Building a home is a technical process, so naturally, there are some specialized terms that go along with the process. Even though there may be a learning curve to familiarizing yourself with the homebuilder world, we’re not trying to keep you in the dark – we’re just in the habit of using our insider lingo.
Whether you’re just getting started exploring homes or need a recap, here are some of the common terms you’ll hear spouted in the new home industry.
While buying any home would be new-to-you, building a brand-new home and going through the process with a builder – selecting a lot, approving a draft and personalizing your interior – is a little more specific. You may hear this process commonly referred to as “building new.”
New homebuilders often build showhomes to display their capabilities and let people experience their home models in the flesh. They may even build a row of homes on select lots to kick off their presence in a new neighborhood.
This can lead to what is referred to as “inventory,” “quick possession” or “move-in-ready” homes – which are brand-new homes built to the homebuilder’s specifications and which are available for purchase. Browse Kensington’s now-selling quick-possession homes.
In contrast to working with a new homebuilder on a build or buying move-in-ready from a new homebuilder, a resale home is one that is being sold by a previous owner.
Custom homebuilding normally means you’re designing a floorplan from scratch with the help of an architect. At Kensington, we are a premium homebuilder, with 44 home models, many design selections, and neighbourhoods to choose from, but we typically don’t customize the floorplan or structure.
A walkthrough can happen at multiple stages of a new home build. At Kensington, we have three. After we frame your home, you’ll be invited to the first guided tour or “pre-drywall walkthrough” to see the progress and get a feel for the layout.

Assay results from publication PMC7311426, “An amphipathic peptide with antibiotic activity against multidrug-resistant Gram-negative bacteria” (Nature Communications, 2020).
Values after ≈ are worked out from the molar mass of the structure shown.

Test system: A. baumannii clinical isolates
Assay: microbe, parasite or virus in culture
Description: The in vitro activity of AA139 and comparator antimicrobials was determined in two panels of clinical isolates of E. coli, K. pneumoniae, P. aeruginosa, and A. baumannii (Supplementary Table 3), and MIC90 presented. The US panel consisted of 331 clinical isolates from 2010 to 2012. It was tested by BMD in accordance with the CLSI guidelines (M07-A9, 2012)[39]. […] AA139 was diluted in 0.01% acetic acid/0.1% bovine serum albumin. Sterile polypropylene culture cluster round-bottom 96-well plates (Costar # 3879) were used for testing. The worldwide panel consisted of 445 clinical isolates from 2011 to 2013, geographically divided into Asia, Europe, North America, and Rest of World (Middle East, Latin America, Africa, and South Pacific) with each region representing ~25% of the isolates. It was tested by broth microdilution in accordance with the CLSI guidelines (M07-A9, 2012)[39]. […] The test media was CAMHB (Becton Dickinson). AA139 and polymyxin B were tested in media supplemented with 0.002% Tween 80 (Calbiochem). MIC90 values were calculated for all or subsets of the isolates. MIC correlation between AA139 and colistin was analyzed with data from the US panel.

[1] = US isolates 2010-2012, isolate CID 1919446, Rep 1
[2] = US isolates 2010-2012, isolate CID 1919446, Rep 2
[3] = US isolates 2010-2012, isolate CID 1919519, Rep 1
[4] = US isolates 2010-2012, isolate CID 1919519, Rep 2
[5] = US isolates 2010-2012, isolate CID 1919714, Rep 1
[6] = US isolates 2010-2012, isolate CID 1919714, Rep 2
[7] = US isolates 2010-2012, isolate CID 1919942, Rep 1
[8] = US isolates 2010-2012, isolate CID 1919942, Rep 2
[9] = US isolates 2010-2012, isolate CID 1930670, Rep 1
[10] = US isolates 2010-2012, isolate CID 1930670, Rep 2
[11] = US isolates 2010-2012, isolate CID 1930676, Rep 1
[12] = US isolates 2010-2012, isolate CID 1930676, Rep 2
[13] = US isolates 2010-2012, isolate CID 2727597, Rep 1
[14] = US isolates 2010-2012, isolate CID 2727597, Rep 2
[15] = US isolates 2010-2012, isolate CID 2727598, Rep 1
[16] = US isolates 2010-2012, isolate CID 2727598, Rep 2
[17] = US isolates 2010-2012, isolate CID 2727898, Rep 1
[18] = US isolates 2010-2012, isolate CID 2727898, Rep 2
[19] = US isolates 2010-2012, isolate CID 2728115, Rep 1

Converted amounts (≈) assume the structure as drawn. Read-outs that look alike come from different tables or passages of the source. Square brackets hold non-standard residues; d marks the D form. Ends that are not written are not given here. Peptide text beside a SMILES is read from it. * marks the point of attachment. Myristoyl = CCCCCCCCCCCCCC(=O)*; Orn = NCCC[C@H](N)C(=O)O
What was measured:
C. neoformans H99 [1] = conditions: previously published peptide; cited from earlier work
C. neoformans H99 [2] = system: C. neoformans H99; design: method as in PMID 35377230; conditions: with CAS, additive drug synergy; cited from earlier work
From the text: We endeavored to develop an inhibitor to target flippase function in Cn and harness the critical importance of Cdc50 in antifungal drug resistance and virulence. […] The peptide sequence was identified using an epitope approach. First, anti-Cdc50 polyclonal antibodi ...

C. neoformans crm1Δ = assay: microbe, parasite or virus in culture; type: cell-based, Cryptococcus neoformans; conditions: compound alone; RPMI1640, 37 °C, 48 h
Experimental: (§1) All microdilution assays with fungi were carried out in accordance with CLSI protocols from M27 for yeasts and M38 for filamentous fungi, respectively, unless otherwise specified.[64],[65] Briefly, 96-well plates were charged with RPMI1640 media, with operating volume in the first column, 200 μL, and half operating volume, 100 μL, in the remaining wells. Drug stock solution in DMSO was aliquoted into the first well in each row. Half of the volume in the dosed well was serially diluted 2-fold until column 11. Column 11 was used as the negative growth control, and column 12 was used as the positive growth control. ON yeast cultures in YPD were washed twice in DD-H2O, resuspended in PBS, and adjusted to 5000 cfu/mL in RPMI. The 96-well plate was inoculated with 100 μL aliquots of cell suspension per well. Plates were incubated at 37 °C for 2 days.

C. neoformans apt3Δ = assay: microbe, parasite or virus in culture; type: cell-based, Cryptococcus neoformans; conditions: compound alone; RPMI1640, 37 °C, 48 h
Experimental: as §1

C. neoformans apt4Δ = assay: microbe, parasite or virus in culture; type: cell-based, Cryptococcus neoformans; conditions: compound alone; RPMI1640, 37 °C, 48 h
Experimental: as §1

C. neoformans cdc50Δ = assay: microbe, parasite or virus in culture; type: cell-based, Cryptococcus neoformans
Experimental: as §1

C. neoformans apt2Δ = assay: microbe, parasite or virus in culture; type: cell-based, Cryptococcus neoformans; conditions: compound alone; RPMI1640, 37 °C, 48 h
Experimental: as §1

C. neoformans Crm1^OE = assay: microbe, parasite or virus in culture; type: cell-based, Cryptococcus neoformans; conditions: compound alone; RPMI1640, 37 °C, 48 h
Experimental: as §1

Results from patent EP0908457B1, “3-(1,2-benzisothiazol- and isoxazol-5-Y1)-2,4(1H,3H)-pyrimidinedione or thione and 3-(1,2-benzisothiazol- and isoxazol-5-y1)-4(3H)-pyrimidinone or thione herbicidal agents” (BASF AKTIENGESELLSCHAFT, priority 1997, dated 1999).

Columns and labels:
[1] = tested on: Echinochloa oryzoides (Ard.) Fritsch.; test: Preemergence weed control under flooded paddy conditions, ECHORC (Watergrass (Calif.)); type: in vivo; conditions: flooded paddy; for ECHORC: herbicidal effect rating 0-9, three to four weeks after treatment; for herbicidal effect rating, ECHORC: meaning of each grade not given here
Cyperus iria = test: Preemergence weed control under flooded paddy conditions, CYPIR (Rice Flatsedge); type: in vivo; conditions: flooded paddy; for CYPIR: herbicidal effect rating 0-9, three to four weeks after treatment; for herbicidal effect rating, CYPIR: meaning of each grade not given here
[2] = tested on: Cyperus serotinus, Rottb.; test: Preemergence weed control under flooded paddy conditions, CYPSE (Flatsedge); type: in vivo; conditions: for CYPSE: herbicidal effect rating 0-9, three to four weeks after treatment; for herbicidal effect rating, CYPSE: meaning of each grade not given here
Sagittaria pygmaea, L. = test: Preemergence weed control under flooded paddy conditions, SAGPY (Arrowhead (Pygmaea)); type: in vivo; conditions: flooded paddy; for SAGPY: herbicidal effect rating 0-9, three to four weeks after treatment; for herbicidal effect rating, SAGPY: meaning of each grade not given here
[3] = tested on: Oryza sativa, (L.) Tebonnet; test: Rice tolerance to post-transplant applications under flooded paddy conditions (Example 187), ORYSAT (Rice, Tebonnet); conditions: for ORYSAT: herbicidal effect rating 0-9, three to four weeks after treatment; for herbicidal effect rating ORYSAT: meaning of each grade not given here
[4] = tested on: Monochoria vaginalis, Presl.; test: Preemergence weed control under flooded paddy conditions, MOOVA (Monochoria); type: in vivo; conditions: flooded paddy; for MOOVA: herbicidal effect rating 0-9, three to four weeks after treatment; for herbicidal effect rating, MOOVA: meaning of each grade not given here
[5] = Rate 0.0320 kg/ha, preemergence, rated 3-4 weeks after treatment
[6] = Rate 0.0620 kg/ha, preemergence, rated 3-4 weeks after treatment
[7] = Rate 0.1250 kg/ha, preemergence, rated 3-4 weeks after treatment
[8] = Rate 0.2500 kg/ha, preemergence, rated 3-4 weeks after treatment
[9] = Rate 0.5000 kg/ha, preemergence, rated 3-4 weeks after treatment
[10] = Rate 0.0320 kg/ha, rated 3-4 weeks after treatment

When the home’s all ready, you’ll do another walkthrough of the completed home with our possession coordinator, called the possession orientation. Finally, there’s the “mechanical orientation” – the walkthrough that happens after you’ve been living in your new home for one to three months.
It’s a big word for what is a big day! Once your home is ready for you, and on a date pre-negotiated between you and the builder, you will effectively take over ownership of the home.
We call this your possession date. At this point, you’ll be handed the keys and you’ll be able to start personalizing the home with all of your furniture.
Your warranty coverage is a form of guarantee from the builder on the quality of their workmanship and materials. Kensington has an industry-leading warranty, which covers defects in materials, labor, and design for the first year after your possession date. It also includes a warranty of up to 10 years on the home’s structure.
Sometimes referred to as a floorplan, this is the design of the home. It outlines the dimensions of each room and the placement of appliances, for example. At Kensington, we have 44 different home models to choose from.
An elevation is the exterior look of your home, including the roof height and angles, and exterior façade. Sometimes a home model may offer two or three elevations you can choose from.
Finishes or selections are the colour, style and texture of the chosen materials for a home. Exterior selections could consist of stucco or siding colours. Inside, the appliances, wall colours, carpet style and backsplash would all be examples of design decisions (or finishes).
Every builder has a pre-determined set of finishes that are included with your home’s purchase price. You may still have options to choose from within these standards, or you can choose an upgrade, which has an extra cost associated with it.
Upgrades are any finishes or design choices that have an extra dollar value associated with them. For example, Kensington offers flooring upgrades, which are not included in the home purchase price and have an additional cost.